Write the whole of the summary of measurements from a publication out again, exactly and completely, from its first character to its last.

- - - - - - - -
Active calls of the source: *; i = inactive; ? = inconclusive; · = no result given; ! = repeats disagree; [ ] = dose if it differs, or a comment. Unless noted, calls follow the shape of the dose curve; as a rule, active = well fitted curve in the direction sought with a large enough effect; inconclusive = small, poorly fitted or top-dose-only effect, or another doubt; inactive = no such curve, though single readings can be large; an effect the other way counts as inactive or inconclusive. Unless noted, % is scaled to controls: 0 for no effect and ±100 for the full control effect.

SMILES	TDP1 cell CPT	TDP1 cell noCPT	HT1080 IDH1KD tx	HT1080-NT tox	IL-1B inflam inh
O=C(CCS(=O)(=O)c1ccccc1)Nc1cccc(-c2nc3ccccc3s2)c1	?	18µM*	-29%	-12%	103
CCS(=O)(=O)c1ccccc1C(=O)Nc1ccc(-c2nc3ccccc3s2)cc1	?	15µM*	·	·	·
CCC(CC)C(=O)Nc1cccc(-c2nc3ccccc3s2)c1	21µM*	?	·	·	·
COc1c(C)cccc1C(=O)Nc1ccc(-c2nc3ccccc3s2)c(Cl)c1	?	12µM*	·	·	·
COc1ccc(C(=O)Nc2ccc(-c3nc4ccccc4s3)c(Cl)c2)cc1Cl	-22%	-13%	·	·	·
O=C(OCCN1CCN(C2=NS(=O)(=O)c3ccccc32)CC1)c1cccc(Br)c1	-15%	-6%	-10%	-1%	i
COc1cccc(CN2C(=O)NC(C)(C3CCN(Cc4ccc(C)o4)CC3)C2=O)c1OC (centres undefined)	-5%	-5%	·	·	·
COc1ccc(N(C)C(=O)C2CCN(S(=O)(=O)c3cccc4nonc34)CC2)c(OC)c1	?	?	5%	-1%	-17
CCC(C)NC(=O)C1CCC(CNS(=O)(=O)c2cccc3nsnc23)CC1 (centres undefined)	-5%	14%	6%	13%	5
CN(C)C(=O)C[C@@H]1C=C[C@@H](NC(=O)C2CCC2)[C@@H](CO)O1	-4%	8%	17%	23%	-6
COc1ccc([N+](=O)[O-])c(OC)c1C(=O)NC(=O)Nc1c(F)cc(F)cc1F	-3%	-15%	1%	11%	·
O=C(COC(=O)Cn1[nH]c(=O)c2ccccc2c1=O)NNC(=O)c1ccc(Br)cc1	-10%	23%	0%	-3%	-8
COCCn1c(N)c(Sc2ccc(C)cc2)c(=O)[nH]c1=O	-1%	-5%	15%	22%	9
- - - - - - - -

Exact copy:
Active calls of the source: *; i = inactive; ? = inconclusive; · = no result given; ! = repeats disagree; [ ] = dose if it differs, or a comment. Unless noted, calls follow the shape of the dose curve; as a rule, active = well fitted curve in the direction sought with a large enough effect; inconclusive = small, poorly fitted or top-dose-only effect, or another doubt; inactive = no such curve, though single readings can be large; an effect the other way counts as inactive or inconclusive. Unless noted, % is scaled to controls: 0 for no effect and ±100 for the full control effect.

SMILES	TDP1 cell CPT	TDP1 cell noCPT	HT1080 IDH1KD tx	HT1080-NT tox	IL-1B inflam inh
O=C(CCS(=O)(=O)c1ccccc1)Nc1cccc(-c2nc3ccccc3s2)c1	?	18µM*	-29%	-12%	103
CCS(=O)(=O)c1ccccc1C(=O)Nc1ccc(-c2nc3ccccc3s2)cc1	?	15µM*	·	·	·
CCC(CC)C(=O)Nc1cccc(-c2nc3ccccc3s2)c1	21µM*	?	·	·	·
COc1c(C)cccc1C(=O)Nc1ccc(-c2nc3ccccc3s2)c(Cl)c1	?	12µM*	·	·	·
COc1ccc(C(=O)Nc2ccc(-c3nc4ccccc4s3)c(Cl)c2)cc1Cl	-22%	-13%	·	·	·
O=C(OCCN1CCN(C2=NS(=O)(=O)c3ccccc32)CC1)c1cccc(Br)c1	-15%	-6%	-10%	-1%	i
COc1cccc(CN2C(=O)NC(C)(C3CCN(Cc4ccc(C)o4)CC3)C2=O)c1OC (centres undefined)	-5%	-5%	·	·	·
COc1ccc(N(C)C(=O)C2CCN(S(=O)(=O)c3cccc4nonc34)CC2)c(OC)c1	?	?	5%	-1%	-17
CCC(C)NC(=O)C1CCC(CNS(=O)(=O)c2cccc3nsnc23)CC1 (centres undefined)	-5%	14%	6%	13%	5
CN(C)C(=O)C[C@@H]1C=C[C@@H](NC(=O)C2CCC2)[C@@H](CO)O1	-4%	8%	17%	23%	-6
COc1ccc([N+](=O)[O-])c(OC)c1C(=O)NC(=O)Nc1c(F)cc(F)cc1F	-3%	-15%	1%	11%	·
O=C(COC(=O)Cn1[nH]c(=O)c2ccccc2c1=O)NNC(=O)c1ccc(Br)cc1	-10%	23%	0%	-3%	-8
COCCn1c(N)c(Sc2ccc(C)cc2)c(=O)[nH]c1=O	-1%	-5%	15%	22%	9